History : Mmmmm Applefritter...
Even before I bought my first Mac (My Summer 2000 DV400) I discovered Applefritter and the hardware hacks there certainly made my jaw drop. Ever since I've checked back regularly, but found they had one thing missing - and illuminated iMac! And I was determined to be the first person to have an illuminated iMac hosted on Applefritter...
A while back I came across some electroluminescent 'string' lighting designed for sprucing up car interiors (and made by the people who supplied the light sabers for the Star Wars films). As it runs of 12V DC then there'd be no reason why it couldn't be run using a standard PSU and a molex connector. After much hunting I found a UK stockist. They didn't know how the 120+degF heat inside my iMac would effect the 'string' but they said that if it failed they'd replace it free of charge. This didn't sound to bad...
Before I ordered some I set about checking how much 'string' I'd need and where would be the best place to run it. After a lot of thought I decided that to start off with I'd do nothing more than run it around the translucent bottom half of my Mac. This shielded the hard disk from any ill effects the string might have. I ordered an 8ft run of 'string' which gave plenty of room for mistakes.
Part I - Getting Started : String (and lots of it)
Fours days after I placed the order it arrived; One 12V inverter - connected to a 4 foot length of EL string, and a further seperate 4 foot length of string (I'm sure I asked them to join them before shipping???).
Now I could begin the delicate process of taking apart my iMac. A simple task really, flip the iMac onto it's screen (with a soft surface underneath) and remove the two screws near the flip-foot. Then remove the VGA port cover and remove the two outermost screws, then lift the bottom cover beginning at the rear and lifting it towards the front where three clips hold it in place. To remove the EMI shield undo the 5 screws around its edges and the two on the lower half. This then lifts from the front of the iMac towards the back.
Part II - Fitting the String : Easy
The next job was to find a place to mount the inverter and decide which way to run the string. After little consideration I decided it best to mount it in the Airport slot (Who needs it when you've got Ethernet?). Next to find the best way to run the cable to get it outside the EMI shield, neatly. This I eventually ran out through a gap in the harddrive enclosure. The only other alternative was through one of the holes drilled in the shield to allow heat to dissipate from the heatsink, shown below, but this might have not been to good for the string.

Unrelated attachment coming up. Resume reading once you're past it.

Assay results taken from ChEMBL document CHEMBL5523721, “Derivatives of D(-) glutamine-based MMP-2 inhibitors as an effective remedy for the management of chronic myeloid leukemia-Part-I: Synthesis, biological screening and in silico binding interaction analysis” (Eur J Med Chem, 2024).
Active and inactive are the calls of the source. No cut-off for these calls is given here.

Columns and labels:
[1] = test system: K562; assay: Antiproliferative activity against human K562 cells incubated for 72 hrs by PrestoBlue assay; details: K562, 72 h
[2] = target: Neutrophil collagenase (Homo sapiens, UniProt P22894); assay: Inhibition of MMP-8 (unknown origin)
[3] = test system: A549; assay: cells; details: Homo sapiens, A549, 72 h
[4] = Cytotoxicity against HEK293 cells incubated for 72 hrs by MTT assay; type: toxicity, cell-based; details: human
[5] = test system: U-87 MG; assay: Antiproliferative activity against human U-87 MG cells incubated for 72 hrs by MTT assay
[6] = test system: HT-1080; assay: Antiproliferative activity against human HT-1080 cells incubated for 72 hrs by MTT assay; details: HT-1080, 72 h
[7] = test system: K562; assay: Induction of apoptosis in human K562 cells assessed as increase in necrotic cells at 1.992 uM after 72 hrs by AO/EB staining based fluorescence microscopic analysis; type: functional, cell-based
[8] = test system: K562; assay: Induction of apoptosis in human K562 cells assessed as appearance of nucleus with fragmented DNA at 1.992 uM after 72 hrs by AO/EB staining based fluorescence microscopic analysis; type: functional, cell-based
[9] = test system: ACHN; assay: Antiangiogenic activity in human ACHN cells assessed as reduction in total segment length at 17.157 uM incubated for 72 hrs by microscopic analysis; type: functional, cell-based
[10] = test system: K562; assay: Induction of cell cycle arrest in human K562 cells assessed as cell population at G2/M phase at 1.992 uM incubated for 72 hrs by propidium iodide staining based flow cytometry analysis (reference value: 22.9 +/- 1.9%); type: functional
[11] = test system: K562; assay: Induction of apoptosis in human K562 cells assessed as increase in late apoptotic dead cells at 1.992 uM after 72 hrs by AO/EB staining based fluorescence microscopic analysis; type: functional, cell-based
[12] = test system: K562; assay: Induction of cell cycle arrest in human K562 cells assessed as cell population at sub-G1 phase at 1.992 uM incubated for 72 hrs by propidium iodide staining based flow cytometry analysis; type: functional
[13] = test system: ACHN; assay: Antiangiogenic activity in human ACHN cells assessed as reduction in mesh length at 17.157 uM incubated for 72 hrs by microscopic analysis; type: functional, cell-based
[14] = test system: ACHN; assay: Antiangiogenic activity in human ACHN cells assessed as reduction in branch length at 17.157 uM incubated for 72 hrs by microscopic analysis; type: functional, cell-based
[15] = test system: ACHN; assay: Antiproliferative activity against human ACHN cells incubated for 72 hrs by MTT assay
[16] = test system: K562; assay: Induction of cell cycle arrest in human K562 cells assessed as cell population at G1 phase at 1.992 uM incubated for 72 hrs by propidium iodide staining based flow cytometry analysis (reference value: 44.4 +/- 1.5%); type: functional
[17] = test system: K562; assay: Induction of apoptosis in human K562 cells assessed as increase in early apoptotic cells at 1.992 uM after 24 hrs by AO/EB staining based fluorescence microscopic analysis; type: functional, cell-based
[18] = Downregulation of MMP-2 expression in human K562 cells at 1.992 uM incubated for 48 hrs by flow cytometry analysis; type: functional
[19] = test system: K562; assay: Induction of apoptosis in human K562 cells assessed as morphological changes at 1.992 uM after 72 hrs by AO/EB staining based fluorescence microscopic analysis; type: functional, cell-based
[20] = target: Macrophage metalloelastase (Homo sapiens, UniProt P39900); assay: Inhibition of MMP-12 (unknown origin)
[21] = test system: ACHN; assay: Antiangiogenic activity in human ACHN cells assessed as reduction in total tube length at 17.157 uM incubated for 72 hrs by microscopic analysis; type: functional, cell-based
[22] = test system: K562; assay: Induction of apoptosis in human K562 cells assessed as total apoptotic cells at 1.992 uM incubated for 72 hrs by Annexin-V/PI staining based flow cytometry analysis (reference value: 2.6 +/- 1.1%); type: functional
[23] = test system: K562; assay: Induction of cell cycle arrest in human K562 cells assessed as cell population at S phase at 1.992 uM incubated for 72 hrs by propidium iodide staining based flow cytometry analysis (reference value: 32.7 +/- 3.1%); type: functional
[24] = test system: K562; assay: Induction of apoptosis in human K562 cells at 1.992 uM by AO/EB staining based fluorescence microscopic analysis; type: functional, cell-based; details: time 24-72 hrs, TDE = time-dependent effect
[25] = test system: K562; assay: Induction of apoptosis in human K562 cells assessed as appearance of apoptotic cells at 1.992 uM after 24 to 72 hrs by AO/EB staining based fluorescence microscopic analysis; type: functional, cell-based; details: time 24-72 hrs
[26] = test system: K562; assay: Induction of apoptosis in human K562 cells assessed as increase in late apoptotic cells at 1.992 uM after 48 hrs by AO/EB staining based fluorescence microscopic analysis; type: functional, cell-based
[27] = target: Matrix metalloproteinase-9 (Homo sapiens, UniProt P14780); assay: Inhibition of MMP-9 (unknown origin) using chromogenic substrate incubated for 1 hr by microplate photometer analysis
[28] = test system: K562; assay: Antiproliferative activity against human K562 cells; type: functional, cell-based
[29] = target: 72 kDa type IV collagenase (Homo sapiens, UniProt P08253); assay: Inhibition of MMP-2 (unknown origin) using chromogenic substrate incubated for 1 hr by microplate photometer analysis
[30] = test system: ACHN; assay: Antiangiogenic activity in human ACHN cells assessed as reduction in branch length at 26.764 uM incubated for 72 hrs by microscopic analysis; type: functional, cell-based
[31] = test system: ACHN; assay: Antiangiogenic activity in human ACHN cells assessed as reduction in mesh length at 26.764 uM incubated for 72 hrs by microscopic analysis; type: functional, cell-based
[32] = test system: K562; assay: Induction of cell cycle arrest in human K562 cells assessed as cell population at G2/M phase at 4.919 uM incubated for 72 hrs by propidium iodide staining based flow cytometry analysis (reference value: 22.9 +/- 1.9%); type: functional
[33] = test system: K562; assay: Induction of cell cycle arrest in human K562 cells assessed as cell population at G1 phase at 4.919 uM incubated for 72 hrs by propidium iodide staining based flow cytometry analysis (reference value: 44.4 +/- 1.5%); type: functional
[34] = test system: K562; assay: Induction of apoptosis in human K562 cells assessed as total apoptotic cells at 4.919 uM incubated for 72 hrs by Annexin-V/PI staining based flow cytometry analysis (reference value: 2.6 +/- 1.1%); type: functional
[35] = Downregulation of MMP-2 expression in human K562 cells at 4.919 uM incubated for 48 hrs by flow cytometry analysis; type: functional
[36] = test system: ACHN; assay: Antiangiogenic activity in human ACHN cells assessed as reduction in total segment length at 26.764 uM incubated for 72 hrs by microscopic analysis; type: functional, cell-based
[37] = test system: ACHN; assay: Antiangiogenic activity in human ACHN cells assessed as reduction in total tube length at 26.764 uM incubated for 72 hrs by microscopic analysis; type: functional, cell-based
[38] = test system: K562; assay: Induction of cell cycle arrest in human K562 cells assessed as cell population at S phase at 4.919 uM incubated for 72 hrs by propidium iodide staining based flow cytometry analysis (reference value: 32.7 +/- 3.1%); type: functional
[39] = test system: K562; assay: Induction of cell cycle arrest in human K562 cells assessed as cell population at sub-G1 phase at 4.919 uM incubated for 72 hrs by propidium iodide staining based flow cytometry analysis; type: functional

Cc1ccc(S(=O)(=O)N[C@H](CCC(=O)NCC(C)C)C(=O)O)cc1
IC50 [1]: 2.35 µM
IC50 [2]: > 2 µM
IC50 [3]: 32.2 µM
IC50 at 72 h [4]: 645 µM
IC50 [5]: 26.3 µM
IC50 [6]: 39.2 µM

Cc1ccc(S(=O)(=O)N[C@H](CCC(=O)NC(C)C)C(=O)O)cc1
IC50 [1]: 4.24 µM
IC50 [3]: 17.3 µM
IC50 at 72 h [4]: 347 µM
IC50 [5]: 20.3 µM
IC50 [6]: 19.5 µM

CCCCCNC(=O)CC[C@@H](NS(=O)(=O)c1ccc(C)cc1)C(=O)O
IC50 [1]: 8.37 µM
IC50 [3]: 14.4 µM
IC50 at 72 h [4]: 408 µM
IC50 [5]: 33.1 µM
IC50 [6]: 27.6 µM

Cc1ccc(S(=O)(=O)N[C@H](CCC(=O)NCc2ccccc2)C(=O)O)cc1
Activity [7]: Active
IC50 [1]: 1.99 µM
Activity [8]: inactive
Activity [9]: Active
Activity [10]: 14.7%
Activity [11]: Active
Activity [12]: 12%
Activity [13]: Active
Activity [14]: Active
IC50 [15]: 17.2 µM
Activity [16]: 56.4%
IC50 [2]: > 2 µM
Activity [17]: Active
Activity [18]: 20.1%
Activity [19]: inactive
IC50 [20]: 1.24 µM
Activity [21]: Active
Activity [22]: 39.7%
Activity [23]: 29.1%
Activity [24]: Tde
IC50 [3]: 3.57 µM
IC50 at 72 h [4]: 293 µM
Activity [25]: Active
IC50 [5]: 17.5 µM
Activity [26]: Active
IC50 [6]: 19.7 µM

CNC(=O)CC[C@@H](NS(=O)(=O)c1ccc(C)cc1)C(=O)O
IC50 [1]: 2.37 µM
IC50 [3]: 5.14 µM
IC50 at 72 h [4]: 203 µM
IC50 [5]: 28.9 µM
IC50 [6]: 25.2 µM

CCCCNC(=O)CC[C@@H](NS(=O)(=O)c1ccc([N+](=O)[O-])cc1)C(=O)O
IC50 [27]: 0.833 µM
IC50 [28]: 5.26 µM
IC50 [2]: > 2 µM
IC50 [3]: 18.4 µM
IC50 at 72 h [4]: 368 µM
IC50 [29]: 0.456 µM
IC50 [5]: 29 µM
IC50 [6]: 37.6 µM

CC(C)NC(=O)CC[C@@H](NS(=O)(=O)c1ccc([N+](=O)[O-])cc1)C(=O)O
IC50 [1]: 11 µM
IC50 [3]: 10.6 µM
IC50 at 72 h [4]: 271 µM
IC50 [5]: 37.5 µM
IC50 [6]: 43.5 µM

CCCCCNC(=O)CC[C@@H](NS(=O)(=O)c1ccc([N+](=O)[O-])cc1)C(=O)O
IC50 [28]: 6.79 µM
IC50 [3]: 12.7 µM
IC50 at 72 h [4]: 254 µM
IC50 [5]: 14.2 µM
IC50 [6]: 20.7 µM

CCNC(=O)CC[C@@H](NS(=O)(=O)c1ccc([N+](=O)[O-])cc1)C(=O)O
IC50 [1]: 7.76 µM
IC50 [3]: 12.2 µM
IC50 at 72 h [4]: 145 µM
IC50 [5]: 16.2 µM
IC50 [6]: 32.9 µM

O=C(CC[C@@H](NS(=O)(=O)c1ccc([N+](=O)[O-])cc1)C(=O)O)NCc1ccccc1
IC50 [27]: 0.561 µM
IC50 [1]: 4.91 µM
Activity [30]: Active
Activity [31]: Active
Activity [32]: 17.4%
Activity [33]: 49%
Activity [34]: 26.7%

The hole at the top provides access from underneath the shield. The small gap in the bottom (where the wires run from) provides sufficient room to get the string out into the case.
Now came the tedious job of securing the string along my planned 'illumination' route. This was done using clear adhesive tape.
Easy BitI began at the end of the string and worked my way back to the inverter, any slack could be hidden inside next the hard disk. To run the string along the path took about 15 minutes, securing it every 2" to keep it looking neat. Once secured it was lit up to see how it looked so far (I'm using the PSU on an old 486 PC to provide test power).
Not bad, not bad at all. Next to mount the inverter...
Part III - Fitting the Inverter : Relatively Easy
As I decided to mount the inverter in the Airport slot, it would need a a plate to sit on that would slide into the Airport mounting slots. This was done with a piece of Curv polypropylene sheet. This was then attached to the inverter with some double-sided sticky pads (also to replace later).
Now the inverter was mounted I could work on masking the section of string that I didn't need. A bit (6") of Electrician's tape solved this problem. Some more tape was needed to cover up the plug which joined the string to the inverter. I think a later modification will be to shrink-wrap it.
All that was left to do was to replace the EMI shield, bottom half of the shell, and power it up.
Part IV - Powered Up : Cool!
Admittedly the photo above doesn't really do the string much justice. In daylight it glows a bit, enough to make it visible, but once its dark then it really comes to life! Strong sunlight blots it out entirely.
So, job done and it looks rather good, if I do say so myself. The only downsides to the string are 1) the inverter makes a constant high pitched whine, and 2) it stays illuminated when sent to sleep, which would be fine except it currently lights up half the room!
Other than that it's fine. When I get round to it I'll fit the other length of string I ordered and illuminate the top half of my iMac, the reason I didn't do it this time is the small diameter of the wires involved and the necessity of a very, very, good magnifying glass to do the job.
Total cost of this hack was just under £40. Hope you enjoyed it and remember I did it first!
With thanks to CoolCaseMods.com for the only UK stockist of EL string, and to the guys on the Applefritter forums for their most beneficial (and amusing) advice.